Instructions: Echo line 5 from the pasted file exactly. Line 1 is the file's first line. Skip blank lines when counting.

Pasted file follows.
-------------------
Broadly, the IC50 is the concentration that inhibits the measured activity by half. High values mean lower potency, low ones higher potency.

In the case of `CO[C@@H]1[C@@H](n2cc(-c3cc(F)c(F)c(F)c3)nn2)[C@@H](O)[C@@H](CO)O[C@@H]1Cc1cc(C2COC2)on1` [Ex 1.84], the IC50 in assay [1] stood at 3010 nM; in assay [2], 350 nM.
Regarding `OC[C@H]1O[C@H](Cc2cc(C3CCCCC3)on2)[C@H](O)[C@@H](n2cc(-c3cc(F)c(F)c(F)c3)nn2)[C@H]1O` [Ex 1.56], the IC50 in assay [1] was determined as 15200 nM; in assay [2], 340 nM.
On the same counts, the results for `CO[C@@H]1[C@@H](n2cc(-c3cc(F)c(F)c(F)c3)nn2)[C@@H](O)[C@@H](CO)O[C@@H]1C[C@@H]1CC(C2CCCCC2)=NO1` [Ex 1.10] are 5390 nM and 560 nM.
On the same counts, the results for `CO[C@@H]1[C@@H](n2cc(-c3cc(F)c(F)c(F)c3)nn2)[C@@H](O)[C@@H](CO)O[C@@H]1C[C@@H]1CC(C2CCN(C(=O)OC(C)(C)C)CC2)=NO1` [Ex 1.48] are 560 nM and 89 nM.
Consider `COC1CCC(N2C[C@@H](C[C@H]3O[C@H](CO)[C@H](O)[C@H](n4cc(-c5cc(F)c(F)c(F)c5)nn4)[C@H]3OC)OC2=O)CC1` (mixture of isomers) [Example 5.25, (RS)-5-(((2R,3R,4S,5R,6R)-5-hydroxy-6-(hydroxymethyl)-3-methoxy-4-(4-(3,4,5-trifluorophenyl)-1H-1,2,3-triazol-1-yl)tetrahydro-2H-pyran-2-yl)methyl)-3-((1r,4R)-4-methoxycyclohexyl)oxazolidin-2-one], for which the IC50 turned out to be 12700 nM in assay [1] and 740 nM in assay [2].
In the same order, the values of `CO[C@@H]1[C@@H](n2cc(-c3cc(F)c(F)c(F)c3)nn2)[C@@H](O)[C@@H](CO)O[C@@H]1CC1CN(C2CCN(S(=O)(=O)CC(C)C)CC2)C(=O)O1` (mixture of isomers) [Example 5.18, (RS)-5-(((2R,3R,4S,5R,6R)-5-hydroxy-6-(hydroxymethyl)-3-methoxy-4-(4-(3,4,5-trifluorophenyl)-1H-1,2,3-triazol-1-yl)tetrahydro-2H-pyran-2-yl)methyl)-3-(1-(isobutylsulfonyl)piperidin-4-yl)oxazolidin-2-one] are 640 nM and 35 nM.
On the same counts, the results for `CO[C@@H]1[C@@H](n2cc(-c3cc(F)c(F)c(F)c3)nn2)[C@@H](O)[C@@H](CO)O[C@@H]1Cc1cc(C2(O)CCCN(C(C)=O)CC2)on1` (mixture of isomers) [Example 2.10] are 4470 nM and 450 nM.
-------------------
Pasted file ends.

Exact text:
On the same counts, the results for `CO[C@@H]1[C@@H](n2cc(-c3cc(F)c(F)c(F)c3)nn2)[C@@H](O)[C@@H](CO)O[C@@H]1C[C@@H]1CC(C2CCN(C(=O)OC(C)(C)C)CC2)=NO1` [Ex 1.48] are 560 nM and 89 nM.